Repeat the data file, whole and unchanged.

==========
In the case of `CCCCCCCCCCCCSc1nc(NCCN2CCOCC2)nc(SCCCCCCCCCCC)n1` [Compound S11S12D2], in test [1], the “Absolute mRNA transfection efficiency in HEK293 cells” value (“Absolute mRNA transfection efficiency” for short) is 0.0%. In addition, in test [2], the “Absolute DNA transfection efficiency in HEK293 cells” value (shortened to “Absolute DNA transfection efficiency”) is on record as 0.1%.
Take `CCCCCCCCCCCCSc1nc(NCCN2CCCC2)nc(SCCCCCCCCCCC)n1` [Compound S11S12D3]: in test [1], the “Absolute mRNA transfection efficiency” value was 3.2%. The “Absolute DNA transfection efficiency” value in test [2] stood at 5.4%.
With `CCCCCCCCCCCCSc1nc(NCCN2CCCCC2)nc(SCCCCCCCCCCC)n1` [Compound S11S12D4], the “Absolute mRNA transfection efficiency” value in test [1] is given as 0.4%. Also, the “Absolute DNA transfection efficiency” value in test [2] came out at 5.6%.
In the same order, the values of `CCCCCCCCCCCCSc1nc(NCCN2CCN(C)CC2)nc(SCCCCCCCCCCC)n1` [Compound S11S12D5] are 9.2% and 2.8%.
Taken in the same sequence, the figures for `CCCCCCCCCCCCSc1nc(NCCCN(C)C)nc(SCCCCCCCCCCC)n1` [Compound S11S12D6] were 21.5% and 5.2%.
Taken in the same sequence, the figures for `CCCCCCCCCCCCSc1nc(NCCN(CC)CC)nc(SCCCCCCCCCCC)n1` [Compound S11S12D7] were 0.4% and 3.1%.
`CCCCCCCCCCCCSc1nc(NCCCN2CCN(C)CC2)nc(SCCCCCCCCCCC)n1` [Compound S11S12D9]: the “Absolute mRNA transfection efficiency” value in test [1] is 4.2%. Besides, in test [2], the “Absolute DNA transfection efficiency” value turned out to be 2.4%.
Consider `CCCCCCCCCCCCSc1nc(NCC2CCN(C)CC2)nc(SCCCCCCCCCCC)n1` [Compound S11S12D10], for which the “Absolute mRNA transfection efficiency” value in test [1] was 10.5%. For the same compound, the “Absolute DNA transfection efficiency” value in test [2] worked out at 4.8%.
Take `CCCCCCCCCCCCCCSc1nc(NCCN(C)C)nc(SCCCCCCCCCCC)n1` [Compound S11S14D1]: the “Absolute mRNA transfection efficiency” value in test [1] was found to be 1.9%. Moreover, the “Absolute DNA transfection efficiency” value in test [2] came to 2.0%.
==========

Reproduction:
In the case of `CCCCCCCCCCCCSc1nc(NCCN2CCOCC2)nc(SCCCCCCCCCCC)n1` [Compound S11S12D2], in test [1], the “Absolute mRNA transfection efficiency in HEK293 cells” value (“Absolute mRNA transfection efficiency” for short) is 0.0%. In addition, in test [2], the “Absolute DNA transfection efficiency in HEK293 cells” value (shortened to “Absolute DNA transfection efficiency”) is on record as 0.1%.
Take `CCCCCCCCCCCCSc1nc(NCCN2CCCC2)nc(SCCCCCCCCCCC)n1` [Compound S11S12D3]: in test [1], the “Absolute mRNA transfection efficiency” value was 3.2%. The “Absolute DNA transfection efficiency” value in test [2] stood at 5.4%.
With `CCCCCCCCCCCCSc1nc(NCCN2CCCCC2)nc(SCCCCCCCCCCC)n1` [Compound S11S12D4], the “Absolute mRNA transfection efficiency” value in test [1] is given as 0.4%. Also, the “Absolute DNA transfection efficiency” value in test [2] came out at 5.6%.
In the same order, the values of `CCCCCCCCCCCCSc1nc(NCCN2CCN(C)CC2)nc(SCCCCCCCCCCC)n1` [Compound S11S12D5] are 9.2% and 2.8%.
Taken in the same sequence, the figures for `CCCCCCCCCCCCSc1nc(NCCCN(C)C)nc(SCCCCCCCCCCC)n1` [Compound S11S12D6] were 21.5% and 5.2%.
Taken in the same sequence, the figures for `CCCCCCCCCCCCSc1nc(NCCN(CC)CC)nc(SCCCCCCCCCCC)n1` [Compound S11S12D7] were 0.4% and 3.1%.
`CCCCCCCCCCCCSc1nc(NCCCN2CCN(C)CC2)nc(SCCCCCCCCCCC)n1` [Compound S11S12D9]: the “Absolute mRNA transfection efficiency” value in test [1] is 4.2%. Besides, in test [2], the “Absolute DNA transfection efficiency” value turned out to be 2.4%.
Consider `CCCCCCCCCCCCSc1nc(NCC2CCN(C)CC2)nc(SCCCCCCCCCCC)n1` [Compound S11S12D10], for which the “Absolute mRNA transfection efficiency” value in test [1] was 10.5%. For the same compound, the “Absolute DNA transfection efficiency” value in test [2] worked out at 4.8%.
Take `CCCCCCCCCCCCCCSc1nc(NCCN(C)C)nc(SCCCCCCCCCCC)n1` [Compound S11S14D1]: the “Absolute mRNA transfection efficiency” value in test [1] was found to be 1.9%. Moreover, the “Absolute DNA transfection efficiency” value in test [2] came to 2.0%.